A MHR Conversation: Robert Okaji

A MockingHeart Review Conversation with Robert Okaji, author of If Your Matter Could Reform (Dink Press, 2015)

 

MHR: Hi, Robert. I am glad we have this opportunity to talk to one another about your new chapbook, If Your Matter Could Reform.  I have a few questions which I hope will illuminate us.

RO: Thank you, Clare. I’m thrilled that you asked.

 

MHR: The first poem is “Wind” which introduces us to the ethereal voice that has a calming effect but also the authority and power to speak the deepest questions that you explore in the book. I love the wind motif that blows in and out of poems, like a wind.  What does the wind signify to you and what can we learn, formally, from paying attention to your use of it?

RO: We share our lives with the wind, yet are able to see it only through its effects. We can’t touch it, but we feel it. It has no voice, but we hear it through various vessels – leaves rattling in trees, wind chimes, discarded bottles, the vibration of it slamming against the house’s siding. Wind is a force, a carrier, and like poetry, like words, has the capacity to affect us in almost subliminal ways. There always seems to be an undercurrent, something pulling us towards the unsayable. There are no definitive answers. The wind is an open-ended question.

 

MHR: “Ashes” is breathtaking The last line made me gasp: “Scatter me in air I’ve never breathed.”  I won’t make assumptions about the emotional impetus of this poem, which is written in first person, but can you recall when composing the poem, the formation of that sentence, or was it something someone actually spoke?

RO: My mother had expressed a desire to be cremated, to have her ashes scattered in the Pacific, but later changed her mind. I asked myself how I’d like my earthly remains disposed of, and decided it would be most pleasing to have my ashes released somewhere I’ve never been, perhaps in the Jetstream (again, the wind motif), to move along strange paths, dispersing and mingling and covering more ground than ever possible in life. Hence the line.

 

MHR: “Rain Forest Bridge” is another lovely piece. Did you personally traverse such a bridge? I’m curious. If so, where? Is there something that is not in the poem that you would like to share about it?

RO: I have not crossed such a bridge. A poster, or wall hanging, served as the impetus of the poem. That, and the memory of a novel I read when I was about ten years old, in which a scene of the difficulties of walking across such a bridge for the first time apparently made a big impression on me. Such is the power of language!

 

MHR: All of the poems have a spirited, imaginative, reflective tone with language that approaches mystical writings. Please answer this questionnaire: In addition, or because you are a poet, would you also say you are a mystic, a philosopher, a metaphysician, or all/none of these?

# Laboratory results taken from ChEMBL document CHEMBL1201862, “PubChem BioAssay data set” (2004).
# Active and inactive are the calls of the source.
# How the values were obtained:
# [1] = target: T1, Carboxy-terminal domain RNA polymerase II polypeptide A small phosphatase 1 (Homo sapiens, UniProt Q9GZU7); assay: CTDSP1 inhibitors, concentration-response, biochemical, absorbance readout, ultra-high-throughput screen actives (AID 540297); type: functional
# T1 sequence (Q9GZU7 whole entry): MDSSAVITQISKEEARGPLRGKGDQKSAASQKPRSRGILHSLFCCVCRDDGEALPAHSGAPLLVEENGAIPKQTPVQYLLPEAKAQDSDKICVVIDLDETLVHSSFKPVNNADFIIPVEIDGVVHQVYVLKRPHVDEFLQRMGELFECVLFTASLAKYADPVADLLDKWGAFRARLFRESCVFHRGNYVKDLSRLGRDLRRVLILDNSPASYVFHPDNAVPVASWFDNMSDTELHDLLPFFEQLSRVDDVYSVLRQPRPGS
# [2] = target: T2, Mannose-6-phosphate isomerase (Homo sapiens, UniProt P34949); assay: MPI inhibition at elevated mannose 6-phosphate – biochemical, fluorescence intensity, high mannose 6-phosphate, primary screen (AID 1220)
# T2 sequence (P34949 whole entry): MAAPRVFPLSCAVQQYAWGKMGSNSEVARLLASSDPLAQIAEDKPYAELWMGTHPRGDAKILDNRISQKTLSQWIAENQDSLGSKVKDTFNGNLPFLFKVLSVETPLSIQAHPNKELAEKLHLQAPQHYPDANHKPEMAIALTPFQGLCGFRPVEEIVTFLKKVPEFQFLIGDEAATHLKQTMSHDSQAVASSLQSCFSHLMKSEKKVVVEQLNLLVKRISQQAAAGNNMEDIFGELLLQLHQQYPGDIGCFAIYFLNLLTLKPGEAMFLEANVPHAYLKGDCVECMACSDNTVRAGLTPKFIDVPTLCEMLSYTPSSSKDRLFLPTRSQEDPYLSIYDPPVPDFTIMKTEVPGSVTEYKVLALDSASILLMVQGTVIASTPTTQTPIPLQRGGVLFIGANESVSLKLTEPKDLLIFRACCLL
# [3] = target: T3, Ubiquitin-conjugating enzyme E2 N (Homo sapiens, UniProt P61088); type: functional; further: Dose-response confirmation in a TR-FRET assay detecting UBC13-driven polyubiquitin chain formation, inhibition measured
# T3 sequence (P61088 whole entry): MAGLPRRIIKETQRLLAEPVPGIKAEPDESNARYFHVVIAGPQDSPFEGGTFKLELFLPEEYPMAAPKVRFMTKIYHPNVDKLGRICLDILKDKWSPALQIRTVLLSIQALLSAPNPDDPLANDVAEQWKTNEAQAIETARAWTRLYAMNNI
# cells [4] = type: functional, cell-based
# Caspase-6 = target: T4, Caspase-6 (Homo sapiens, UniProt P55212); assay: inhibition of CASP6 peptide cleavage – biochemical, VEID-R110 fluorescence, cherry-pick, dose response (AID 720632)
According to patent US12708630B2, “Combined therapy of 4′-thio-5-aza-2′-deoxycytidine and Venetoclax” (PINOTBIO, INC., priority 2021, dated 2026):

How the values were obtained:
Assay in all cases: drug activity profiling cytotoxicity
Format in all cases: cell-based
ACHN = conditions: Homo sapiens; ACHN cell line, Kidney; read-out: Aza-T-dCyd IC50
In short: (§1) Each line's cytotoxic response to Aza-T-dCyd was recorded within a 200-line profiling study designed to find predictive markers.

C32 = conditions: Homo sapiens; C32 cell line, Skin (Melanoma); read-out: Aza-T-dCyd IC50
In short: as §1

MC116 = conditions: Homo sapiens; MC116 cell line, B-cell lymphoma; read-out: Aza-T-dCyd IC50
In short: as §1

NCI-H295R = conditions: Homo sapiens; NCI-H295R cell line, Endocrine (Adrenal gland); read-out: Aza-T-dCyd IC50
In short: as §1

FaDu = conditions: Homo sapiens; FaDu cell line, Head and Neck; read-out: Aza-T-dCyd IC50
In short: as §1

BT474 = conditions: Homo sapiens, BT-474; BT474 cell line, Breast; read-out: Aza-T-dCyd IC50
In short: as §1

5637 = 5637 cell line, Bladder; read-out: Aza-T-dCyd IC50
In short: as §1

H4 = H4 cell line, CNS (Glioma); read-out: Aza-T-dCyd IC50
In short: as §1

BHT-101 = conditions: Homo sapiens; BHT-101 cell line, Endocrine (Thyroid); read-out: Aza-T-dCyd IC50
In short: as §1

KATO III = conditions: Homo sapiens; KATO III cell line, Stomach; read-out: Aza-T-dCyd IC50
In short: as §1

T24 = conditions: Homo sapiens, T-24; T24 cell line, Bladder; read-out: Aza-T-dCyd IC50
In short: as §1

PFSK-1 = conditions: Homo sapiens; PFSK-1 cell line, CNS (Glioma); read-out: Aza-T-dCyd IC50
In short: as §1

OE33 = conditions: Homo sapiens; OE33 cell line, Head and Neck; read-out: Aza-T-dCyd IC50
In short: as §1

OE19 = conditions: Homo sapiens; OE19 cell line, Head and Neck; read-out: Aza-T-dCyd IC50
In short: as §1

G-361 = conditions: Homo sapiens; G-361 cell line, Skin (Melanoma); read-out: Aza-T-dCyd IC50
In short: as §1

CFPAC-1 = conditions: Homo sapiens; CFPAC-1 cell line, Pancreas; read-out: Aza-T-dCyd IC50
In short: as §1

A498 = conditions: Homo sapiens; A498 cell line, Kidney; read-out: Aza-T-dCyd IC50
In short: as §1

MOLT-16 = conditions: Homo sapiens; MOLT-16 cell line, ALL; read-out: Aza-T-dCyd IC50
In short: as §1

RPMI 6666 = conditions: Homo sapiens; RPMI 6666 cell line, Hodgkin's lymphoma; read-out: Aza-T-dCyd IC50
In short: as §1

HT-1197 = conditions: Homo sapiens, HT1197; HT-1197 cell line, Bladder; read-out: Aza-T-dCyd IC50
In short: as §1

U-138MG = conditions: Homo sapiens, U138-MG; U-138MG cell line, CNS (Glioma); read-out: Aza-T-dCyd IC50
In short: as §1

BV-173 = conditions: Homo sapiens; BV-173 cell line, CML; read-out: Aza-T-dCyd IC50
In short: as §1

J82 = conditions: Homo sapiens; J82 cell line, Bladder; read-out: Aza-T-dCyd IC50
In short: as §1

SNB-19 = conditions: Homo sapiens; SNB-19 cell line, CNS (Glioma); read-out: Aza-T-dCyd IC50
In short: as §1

RO: None of these. I’m primarily a reader, observer and inveterate questioner, and to a lesser extent, a thinker, whose influences and interests lean ever so slightly towards Eastern philosophy.

 

MHR: You have a longer-sequenced poem, “Earth’s Damp Mound” in the chapbook. In part III, “The Bowl of Flowering Shadows” the exploration of the unseen is most prominent. This statement contains the question which frames the whole work and give us its title: “So which, of all those you might recall, if your matter could reform and place you back into yourself, would you choose?”  Have you thought what your answer might be as a human being/poet?

RO: I’m much better at asking questions than answering them, but assuming that my matter would be reforming, and taking that experience into account, my reply would probably be framed with sensory elements – odors, sounds, colors, touch, tastes – rather than words, likely in the form of food (Asian/Southwest fusion) and music (Edgar Meyer on the bass).

 

MHR: Thank you for taking he time to talk with us about If Your Matter Could Reform, and best wishes from MockingHeart Review for many more words written by you.

 If Your Matter Could Reform is available from Dink Press: http://www.dinkpress.com/store/robertokaji

***

 okaji

Robert Okaji lives in Texas with his wife, two dogs and some books. He is the author of the chapbook If Your Matter Could Reform (Dink Press), and a micro-chapbook, You Break What Falls (Origami Poems Project). His work has appeared in Boston Review, Prime Number Magazine, Mockingheart Review, two Silver Birch Press anthologies, Hermeneutic Chaos, Kindle Magazine, Clade Song, Eclectica and elsewhere. Visit his blog, O at the Edges, at http://robertokaji.com/.

 

 

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17 thoughts on “A MHR Conversation: Robert Okaji

  1. Interesting that the interviewer read into your work a metaphysical element which you deny. I have seen the same aspect of your writing and am struck by how once we release our words they form meaning outside of ourselves.

    Liked by 2 people

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